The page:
Saturday, May 31, 2014


     Room, by Emma Donoghue

Amazon Blurb -

To five-year-old Jack, Room is the entire world. It is where he was born and grew up; it's where he lives with his Ma as they learn and read and eat and sleep and play. At night, his Ma shuts him safely in the wardrobe, where he is meant to be asleep when Old Nick visits.

Room is home to Jack, but to Ma, it is the prison where Old Nick has held her captive for seven years. Through determination, ingenuity, and fierce motherly love, Ma has created a life for Jack. But she knows it's not enough...not for her or for him. She devises a bold escape plan, one that relies on her young son's bravery and a lot of luck. What she does not realize is just how unprepared she is for the plan to actually work.

Told entirely in the language of the energetic, pragmatic five-year-old Jack, ROOM is a celebration of resilience and the limitless bond between parent and child, a brilliantly executed novel about what it means to journey from one world to another.
Jack is five.  Yesterday he was four, but today he's five.  He lives in a room 11x11 with his Ma who was kidnapped seven years ago at 19 by Old Nick and repeatedly raped by him.  I guess you can say Jack is THE only bright spot in this torturous situation.  Jack is her sanity, her security blanket, her sunshine.  For Jack Room is his whole world.  No windows, but for a skylight on the roof, he has no concept of the outside world at all.  Ma has told him that the little of it she allows him to see on tv is all fake.

I had a rough time with this book.  Not just the subject matter but the verbiage.  Narrated completely by Jack who's speech pattern really got annoying after awhile.  I would have liked to have it go back and forth between him and his mother just for a break.  Dealing with being at the absolute mercy of her captor was excruciating.  If he was angry at her he shut their electricity as punishment, she had to worry that he might not come back with food and supplies for them.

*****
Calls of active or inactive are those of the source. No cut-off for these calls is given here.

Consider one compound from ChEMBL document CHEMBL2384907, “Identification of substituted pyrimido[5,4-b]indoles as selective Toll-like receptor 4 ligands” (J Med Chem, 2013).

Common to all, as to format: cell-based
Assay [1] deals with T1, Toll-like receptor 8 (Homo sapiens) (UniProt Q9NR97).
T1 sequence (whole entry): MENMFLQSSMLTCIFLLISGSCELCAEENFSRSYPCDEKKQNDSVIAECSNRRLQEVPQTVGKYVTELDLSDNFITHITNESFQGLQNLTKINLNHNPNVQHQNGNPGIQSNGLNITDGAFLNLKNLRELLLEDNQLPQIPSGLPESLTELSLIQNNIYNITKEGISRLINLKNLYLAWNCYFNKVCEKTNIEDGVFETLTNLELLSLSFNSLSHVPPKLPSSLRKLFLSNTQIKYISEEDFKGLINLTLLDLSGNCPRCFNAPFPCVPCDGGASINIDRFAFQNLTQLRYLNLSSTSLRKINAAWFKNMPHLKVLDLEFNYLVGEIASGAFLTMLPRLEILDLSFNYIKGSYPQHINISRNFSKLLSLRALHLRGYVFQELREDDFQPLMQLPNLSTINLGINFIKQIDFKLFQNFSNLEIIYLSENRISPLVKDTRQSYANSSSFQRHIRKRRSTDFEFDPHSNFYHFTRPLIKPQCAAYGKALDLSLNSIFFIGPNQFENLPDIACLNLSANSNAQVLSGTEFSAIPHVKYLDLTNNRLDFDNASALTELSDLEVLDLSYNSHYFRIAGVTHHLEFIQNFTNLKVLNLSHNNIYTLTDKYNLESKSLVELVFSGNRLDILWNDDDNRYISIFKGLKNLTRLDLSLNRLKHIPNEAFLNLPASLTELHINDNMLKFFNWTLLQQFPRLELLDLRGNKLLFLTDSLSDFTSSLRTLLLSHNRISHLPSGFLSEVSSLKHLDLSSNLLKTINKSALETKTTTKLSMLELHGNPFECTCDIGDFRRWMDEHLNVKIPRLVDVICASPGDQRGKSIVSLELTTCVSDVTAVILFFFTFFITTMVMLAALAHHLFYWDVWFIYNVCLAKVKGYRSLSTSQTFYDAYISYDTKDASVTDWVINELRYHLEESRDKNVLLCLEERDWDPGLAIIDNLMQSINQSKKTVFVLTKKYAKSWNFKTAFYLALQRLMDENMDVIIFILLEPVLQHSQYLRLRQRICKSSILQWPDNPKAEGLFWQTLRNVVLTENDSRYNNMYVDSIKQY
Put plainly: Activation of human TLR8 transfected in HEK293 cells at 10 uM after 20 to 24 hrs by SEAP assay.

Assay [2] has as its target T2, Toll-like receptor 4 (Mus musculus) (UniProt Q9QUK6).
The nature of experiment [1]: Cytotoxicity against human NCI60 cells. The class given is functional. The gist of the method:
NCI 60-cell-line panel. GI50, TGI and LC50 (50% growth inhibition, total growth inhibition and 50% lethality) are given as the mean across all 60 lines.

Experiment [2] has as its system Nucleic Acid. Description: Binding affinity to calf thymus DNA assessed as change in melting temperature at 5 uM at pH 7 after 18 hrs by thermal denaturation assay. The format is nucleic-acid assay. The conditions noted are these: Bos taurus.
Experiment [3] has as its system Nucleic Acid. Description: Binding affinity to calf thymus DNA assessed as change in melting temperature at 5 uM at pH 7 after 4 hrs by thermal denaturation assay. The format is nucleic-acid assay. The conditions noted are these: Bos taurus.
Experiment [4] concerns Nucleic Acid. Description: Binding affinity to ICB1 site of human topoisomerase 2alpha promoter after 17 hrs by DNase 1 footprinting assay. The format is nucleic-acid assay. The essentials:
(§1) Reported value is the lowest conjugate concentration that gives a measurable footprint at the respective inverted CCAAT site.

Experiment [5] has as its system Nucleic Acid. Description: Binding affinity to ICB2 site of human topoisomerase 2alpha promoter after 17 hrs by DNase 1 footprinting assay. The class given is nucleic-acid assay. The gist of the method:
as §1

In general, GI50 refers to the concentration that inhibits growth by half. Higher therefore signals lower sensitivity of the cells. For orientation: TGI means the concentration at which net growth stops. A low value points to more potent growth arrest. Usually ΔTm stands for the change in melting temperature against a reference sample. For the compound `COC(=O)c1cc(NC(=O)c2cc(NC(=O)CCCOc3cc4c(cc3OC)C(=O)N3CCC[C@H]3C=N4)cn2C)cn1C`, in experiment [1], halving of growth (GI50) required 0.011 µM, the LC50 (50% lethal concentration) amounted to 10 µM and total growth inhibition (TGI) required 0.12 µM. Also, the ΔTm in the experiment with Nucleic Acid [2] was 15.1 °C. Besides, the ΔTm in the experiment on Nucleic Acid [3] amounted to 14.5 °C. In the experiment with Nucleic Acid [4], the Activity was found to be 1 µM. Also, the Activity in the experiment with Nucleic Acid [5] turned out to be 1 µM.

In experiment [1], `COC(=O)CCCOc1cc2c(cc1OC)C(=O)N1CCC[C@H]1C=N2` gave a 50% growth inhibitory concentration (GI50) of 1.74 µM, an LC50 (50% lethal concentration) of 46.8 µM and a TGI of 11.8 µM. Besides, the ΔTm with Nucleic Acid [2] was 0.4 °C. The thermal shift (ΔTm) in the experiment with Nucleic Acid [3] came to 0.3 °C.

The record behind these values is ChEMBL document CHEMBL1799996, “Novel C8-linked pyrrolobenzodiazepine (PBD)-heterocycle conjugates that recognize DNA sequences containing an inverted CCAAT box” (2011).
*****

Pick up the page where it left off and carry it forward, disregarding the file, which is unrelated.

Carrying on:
This isn't an easy read by a long shot, it made me feel queasy and I couldn't stop thinking about Jaycee Dugard and the Ohio girls.  If you can get past the subject matter and baby banter give it a go.

3 1/2 cannolis

Wednesday, May 7, 2014

We Are The Goldens

We Are The Goldens
Dana Reinhardt
Netgally review
Available May 27, 2014

Amazon Blurb -

Nell worships her older sister, Layla. They're one unit, intertwined: Nellayla. As Nell and her best friend, Felix, start their freshman year in high school, on Layla's turf, there's so much Nell looks forward to: Joining Layla on the varsity soccer team. Parties. Boys. Adventures.
 But the year takes a very different turn.
 Layla is changing, withdrawing. She's hiding something, and when Nell discovers what it is, and the 
consequences it might have, she struggles. She wants to support Layla, to be her confidante, to be the good sister she's always been. But with so much at stake, what secrets should she keep? What lies should she tell?
Lovely!  Wonderful YA read.  This book narrated by protagonist Nell is a gem.   Two sisters, so very close, Layla and younger Nell.  Nell adores her older sister and this school year is going to be awesome.  She's starting high school and who's luckier than her?  She has an ace in the hole with super popular sister Layla at her side no awkward freshie teasing to deal with.  Her best bud in the whole world, Felix will be with her too, life is good.

Nell notices Sam right away, he's beautiful, she can't breathe when she's near him, but of course he has eyes only for Layla.  Funny thing is Layla doesn't notice him.  Layla doesn't seem to notice or have time for anyone.

Nell doesn't know what's happening at first, but when she finds out she's confused on what she should do.  Are some secrets meant to be told, even if it means hurting the one who means the most to you?

I thoroughly enjoyed this book.  It never got boring for me.  Nell is a great character, and Felix is awesome :)  Reinhardt captures the mood of two sisters perfectly, the feelings of hurt and anger are right there so the reader feels it too.

Highly recommend this book for both the teenager to adult who enjoys YA. 

4 cannolis           

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